A safety net for children

Safe Families plans to expand with new building, new director

click to enlarge A safety net for children
Hospital Sisters Health System is donating office space at 700 N. Seventh St. in Springfield to Safe Families for Children, a nonprofit that provides short-term foster care for children.

Safe Families for Children has a new building and a new director and the group, which provides short-term foster care, plans to expand to help more Springfield-area families.

Hospital Sisters Health System recently donated office space at 700 N. Seventh St. in Springfield to the nonprofit.

"They get the space rent-free. They don't pay utilities. So, they're able then to save their dollars for the families in crisis," said Kimberly Luz-Mobley, division director for community outreach.

Safe Families is utilizing 3,590 square feet of office space in a building at the corner of Seventh and Miller streets that also houses a low-income dental clinic and pregnancy care center.

"Many families lack a support system. So, when a crisis occurs, they need help," said Kasey Miller, executive director of the agency. "For example, I know of a mother who needed surgery but kept putting it off because she had no one to look after her kids. She eventually died without the surgery. That could have been avoided if a resource like Safe Families had been available."

Unlike Illinois Department of Children and Family Services' foster parents, those hosting children through Safe Families are not paid. The group recruits host families from area churches, which also provide financial support for the ministry. Typically, host families care for a child for no longer than six weeks, Miller said.

"Whenever you're dealing with DCFS, that's not a voluntary situation," she said. "They come in and then a lot of times they will take children away, remove them, and put them in what they deem as a safe place. In our situation, parents come to us and they say, 'I'm going through a state of crisis and I need support, and I need help.' That's the issue with a lot of families that have kids removed from them – they just don't have a support system. They don't have anyone that can come alongside them and say, 'I will give you rides. I will take care of your children while you deal with whatever the situation may be.'"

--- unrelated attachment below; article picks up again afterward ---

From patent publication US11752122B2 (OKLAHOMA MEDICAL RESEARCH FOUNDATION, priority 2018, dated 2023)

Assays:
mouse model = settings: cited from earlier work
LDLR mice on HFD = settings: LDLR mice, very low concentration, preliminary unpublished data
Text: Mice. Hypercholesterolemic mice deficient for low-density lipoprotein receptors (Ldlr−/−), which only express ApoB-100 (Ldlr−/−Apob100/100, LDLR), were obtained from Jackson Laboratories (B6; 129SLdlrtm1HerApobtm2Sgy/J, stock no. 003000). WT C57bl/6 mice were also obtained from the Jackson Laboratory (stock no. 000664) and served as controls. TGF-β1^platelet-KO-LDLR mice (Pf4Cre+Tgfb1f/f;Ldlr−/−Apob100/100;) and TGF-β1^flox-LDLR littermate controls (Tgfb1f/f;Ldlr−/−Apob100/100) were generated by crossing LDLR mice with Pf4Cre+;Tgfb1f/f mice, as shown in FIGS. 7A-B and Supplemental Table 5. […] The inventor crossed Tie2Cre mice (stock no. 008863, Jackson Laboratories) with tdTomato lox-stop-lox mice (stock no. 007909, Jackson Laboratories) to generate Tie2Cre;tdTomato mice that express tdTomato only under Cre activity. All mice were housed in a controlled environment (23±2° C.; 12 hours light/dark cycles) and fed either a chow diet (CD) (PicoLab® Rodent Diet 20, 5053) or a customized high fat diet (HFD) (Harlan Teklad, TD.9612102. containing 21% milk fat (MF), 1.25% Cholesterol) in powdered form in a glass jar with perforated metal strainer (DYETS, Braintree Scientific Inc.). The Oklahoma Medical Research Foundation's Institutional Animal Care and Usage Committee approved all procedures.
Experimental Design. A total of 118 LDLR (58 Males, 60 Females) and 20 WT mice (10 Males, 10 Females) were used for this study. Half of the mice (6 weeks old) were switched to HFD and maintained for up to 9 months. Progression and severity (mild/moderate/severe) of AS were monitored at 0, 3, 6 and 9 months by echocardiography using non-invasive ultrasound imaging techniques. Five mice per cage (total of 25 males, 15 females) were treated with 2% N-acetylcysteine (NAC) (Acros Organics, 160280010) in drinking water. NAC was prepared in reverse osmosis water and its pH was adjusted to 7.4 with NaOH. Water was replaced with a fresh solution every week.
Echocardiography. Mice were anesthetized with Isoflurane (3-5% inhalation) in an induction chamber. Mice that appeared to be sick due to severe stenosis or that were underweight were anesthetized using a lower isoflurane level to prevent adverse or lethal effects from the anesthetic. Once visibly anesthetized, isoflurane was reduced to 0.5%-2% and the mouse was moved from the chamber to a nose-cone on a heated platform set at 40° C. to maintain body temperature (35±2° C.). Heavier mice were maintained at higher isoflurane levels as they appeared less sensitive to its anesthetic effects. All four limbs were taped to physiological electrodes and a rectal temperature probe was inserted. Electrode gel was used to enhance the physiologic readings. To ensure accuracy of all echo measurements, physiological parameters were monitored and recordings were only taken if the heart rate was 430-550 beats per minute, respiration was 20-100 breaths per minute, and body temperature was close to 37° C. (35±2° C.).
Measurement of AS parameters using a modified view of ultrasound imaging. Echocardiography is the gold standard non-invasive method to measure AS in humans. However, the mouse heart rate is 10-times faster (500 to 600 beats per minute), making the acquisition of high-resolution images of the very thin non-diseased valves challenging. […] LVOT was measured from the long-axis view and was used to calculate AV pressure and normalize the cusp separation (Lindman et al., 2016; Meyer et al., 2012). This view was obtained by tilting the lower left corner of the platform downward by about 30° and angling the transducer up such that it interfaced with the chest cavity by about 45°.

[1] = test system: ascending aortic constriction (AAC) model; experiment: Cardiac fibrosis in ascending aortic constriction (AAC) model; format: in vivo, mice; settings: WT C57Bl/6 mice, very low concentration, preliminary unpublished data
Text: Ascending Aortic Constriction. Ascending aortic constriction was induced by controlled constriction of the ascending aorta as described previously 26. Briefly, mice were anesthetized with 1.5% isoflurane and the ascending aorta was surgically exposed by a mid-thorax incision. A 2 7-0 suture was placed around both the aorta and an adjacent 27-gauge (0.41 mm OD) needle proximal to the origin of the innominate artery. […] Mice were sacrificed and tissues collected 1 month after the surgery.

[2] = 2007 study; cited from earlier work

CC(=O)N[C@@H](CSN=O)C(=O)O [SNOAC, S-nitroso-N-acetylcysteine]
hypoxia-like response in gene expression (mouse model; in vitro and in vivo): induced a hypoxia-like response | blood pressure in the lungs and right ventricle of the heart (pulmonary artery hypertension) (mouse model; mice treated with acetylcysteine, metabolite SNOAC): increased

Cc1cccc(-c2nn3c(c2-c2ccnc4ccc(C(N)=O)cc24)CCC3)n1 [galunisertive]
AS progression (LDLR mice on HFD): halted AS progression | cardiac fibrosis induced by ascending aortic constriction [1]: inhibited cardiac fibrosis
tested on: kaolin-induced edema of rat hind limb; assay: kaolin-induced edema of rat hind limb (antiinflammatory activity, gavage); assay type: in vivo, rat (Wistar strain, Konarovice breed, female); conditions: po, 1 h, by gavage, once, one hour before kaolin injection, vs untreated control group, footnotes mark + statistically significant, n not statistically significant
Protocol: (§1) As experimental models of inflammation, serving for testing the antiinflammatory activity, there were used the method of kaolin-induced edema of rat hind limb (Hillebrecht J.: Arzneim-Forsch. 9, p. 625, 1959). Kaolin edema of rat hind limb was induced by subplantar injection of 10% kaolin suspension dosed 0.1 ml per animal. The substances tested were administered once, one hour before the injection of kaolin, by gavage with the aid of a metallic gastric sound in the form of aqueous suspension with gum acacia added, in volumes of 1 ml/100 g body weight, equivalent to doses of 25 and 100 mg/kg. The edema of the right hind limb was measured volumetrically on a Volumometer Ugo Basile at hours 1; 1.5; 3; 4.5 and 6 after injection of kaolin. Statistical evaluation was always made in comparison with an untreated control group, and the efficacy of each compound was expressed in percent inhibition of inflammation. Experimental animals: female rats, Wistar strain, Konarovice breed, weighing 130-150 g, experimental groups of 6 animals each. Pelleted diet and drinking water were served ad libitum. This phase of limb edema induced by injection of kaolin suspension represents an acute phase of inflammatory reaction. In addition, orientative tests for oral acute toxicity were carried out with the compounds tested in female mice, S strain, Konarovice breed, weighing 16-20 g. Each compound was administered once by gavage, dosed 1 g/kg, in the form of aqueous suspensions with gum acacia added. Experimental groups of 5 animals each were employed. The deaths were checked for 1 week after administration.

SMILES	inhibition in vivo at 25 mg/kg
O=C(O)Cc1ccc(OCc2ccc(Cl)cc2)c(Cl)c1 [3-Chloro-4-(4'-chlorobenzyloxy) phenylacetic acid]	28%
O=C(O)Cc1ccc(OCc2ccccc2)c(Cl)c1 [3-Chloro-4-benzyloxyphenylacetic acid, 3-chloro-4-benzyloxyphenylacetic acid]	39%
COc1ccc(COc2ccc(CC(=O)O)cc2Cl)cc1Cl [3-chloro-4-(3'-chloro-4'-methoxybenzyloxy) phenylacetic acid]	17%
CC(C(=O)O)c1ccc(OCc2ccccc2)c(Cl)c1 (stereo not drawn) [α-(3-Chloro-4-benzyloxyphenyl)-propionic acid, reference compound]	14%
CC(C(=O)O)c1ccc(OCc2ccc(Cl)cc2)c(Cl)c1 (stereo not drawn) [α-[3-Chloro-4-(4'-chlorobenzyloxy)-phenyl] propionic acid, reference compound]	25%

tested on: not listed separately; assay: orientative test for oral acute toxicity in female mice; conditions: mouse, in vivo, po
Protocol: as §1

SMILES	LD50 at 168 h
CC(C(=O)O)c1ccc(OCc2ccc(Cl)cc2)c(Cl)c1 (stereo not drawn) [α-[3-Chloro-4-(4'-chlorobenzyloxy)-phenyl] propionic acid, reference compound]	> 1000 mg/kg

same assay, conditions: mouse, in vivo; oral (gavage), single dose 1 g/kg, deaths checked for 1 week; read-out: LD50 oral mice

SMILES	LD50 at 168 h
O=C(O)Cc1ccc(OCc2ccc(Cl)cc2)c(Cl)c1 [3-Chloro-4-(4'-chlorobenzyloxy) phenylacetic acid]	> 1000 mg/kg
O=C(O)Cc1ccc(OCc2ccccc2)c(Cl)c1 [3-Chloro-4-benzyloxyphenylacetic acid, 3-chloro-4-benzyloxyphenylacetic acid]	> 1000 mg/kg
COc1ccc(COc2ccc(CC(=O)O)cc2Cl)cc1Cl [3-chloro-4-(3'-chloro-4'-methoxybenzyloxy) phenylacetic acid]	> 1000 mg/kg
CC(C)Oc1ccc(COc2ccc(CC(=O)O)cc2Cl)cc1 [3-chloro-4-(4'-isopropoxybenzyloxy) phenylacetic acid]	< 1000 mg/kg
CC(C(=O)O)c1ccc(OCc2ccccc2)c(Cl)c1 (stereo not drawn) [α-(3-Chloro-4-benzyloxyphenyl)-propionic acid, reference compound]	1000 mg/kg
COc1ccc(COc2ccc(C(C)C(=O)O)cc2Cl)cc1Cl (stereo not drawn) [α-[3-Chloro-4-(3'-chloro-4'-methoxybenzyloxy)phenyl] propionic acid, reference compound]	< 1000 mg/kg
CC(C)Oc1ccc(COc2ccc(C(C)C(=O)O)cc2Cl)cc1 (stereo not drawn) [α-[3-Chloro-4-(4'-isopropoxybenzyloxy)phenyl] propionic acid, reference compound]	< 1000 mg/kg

Joe Link and his wife, Brandy, have hosted several children through Safe Families after learning about the program while attending Hope Church. But their first experience stands out because they were asked to host a 4-year-old boy immediately after finishing the training.

"We said, 'Hey, give us a month and we'll be able to host a kid for you. And literally two days later it's like, 'Hey, we have a need. Do you think you could do it?' And it's like, well, not really. We kind of need some help, but if we could get that help, yeah, we can try," said Link. "And sure enough, everybody within the Safe Families community worked together and helped us get a room set up with bedding and clothes and toys. And all of that happened in 48 hours. It really was just a beautiful thing, seeing the community come together to help this family. And we hosted for about six weeks.

"The mom was going to jail and then into court-ordered (drug) rehab. And that kid was going to go into the system if we didn't come along. ... And his mom did her time and did her rehab and we were able to do the hosting and he went home."

Four years later, the Links continue to have a relationship with the boy.

"He calls me all the time – almost to the point of annoyance. But he is my buddy and we talk all the time. ... I think the reason he calls me is he is seeking a male role model," he said.

At any given time, Safe Families is serving about five families in the Springfield area. Miller said with the new facility provided by HSHS, the organization expects to expand.

Families in need are referred to Safe Families through a variety of avenues such as hospital social workers, schools, other social service agencies and sometimes DCFS.

Scott Reeder, a staff writer for Illinois Times, can be reached at sreeder@illinoistimes.com.

About The Author

Scott Reeder

Scott Reeder is a staff writer at Illinois Times.

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